In the Defence, it is admitted that the driver was liable under the law of Greece for the accident. It is admitted that, under the law of Greece, the Greek Guarantee Fund for the purposes of the relevant EU Motor Insurance Directives (of which more below) would be liable to compensate the Claimant. Liability is therefore admitted under Regulation 13, but it is contended that the measure of compensation payable should be assessed in accordance with the law of Greece. This is a case where the level of damages available to a claimant for personal injuries would be higher if assessed according to the laws applying in England and Wales than in Greece. (Although as will become apparent it cannot be assumed that the level of provision is more generous in England and Wales than in all other EU jurisdictions.)


    Judgment has been entered for the Claimant by consent on 9th July 2014, and an interim payment made under CPR 25. That was without prejudice to the Defendant's arguments on the applicable law.


    The Court of Appeal in Jacobs v MIB [2010] EWCA Civ 1208 [2011] 1 WLR 2609 has held that in a Regulation 13 claim (i.e. the case of a person from England and Wales suffering injury in another EU state at the hands of a culpable but uninsured or unidentified driver, but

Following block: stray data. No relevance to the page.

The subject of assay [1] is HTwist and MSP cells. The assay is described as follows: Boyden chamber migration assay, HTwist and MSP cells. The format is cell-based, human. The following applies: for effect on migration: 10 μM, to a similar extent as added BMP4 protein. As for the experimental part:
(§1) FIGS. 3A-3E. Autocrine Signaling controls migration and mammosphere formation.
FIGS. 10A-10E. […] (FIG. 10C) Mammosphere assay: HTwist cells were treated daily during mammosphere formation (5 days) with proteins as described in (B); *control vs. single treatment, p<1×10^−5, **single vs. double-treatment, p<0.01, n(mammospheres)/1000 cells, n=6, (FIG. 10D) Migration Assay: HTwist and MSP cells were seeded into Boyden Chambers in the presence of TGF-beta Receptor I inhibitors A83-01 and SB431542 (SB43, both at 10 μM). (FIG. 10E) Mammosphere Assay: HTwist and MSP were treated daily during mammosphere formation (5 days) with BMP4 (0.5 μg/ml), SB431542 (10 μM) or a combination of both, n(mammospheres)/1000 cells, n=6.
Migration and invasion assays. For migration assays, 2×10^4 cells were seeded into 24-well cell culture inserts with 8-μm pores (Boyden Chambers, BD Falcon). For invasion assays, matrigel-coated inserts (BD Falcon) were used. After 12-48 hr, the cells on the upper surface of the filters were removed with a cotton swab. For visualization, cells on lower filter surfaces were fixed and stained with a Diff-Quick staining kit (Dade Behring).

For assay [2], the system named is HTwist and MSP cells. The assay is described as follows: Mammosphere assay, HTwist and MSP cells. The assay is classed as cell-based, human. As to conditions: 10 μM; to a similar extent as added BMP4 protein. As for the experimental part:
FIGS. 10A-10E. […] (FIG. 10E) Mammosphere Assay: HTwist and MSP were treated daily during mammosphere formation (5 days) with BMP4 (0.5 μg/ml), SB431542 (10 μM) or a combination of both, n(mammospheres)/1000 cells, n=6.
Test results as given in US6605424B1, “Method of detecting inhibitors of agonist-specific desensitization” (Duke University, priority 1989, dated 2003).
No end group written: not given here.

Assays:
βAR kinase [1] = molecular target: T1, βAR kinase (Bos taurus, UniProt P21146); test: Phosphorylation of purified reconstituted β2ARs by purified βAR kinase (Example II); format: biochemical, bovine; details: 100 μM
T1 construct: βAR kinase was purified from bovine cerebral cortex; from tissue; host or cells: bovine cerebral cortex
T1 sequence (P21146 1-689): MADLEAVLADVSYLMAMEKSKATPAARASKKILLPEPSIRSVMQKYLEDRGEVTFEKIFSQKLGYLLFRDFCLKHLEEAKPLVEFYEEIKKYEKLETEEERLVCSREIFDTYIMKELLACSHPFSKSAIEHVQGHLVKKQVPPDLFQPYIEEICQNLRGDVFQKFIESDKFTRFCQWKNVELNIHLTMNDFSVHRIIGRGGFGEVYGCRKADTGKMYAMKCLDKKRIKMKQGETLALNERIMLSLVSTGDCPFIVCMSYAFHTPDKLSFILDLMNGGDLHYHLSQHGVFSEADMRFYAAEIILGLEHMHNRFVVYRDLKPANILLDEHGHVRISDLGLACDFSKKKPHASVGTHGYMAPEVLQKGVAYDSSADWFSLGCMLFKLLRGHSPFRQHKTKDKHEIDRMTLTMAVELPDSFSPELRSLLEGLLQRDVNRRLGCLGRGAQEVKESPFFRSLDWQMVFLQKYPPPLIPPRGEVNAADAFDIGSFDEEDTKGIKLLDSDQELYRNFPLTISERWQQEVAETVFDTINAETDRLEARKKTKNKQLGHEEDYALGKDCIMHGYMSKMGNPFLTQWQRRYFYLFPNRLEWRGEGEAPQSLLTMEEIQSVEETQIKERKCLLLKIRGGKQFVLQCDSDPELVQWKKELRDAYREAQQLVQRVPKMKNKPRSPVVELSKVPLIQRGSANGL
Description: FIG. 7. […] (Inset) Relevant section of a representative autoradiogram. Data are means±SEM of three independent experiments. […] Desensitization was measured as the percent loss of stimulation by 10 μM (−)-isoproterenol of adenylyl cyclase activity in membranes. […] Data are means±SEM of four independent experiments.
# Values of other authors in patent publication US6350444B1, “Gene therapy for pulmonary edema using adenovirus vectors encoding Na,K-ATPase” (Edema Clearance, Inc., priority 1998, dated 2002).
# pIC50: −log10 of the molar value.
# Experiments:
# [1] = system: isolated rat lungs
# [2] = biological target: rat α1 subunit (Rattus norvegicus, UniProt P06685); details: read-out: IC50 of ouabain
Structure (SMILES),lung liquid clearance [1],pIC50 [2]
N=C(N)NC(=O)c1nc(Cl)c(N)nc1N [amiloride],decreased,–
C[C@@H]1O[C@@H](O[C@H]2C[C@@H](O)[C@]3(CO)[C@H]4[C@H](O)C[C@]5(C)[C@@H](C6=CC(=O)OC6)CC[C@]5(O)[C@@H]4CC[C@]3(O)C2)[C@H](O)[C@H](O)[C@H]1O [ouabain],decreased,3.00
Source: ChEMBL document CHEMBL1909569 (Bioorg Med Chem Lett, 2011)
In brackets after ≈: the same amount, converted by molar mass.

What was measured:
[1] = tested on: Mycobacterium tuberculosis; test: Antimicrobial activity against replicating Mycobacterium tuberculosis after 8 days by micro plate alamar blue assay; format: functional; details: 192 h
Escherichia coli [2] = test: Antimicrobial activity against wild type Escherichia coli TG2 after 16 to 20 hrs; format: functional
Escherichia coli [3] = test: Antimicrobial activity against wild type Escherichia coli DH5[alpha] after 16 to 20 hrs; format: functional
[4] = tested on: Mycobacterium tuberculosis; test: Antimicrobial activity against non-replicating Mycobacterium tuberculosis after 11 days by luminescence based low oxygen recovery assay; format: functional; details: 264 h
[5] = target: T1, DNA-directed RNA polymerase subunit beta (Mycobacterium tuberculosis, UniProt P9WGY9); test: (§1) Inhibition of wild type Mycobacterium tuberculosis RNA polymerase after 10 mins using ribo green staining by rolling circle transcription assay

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  • claiming in England and Wales), the law by which the assessment of compensation is to be made is that of England and Wales. It held that the right to compensation arose under the Regulations. In the judgment of Moore-Bick LJ, he addressed the effect of the coming into force of Regulation (EC) No 864/2007 of the European Parliament and Council on the law applicable to non-contractual obligations ("Rome II") on this issue. Moore-Bick LJ there said that the law applying to the existence of tortious liability has, since Rome II, been the law of the country where the injury was caused, but that the law by which the court makes the assessment of compensation under the 2003 Regulations remains the law of England and Wales. That approach was endorsed in Bloy and Ireson v MIB [2013] EWCA 1543 [2014] PIQR P9. While the comments in the judgment of the Chancellor (Etherton LJ) in that case are obiter on the effect of Rome II, its ratio adopted the interpretation of Regulation 13(2) given in Jacobs.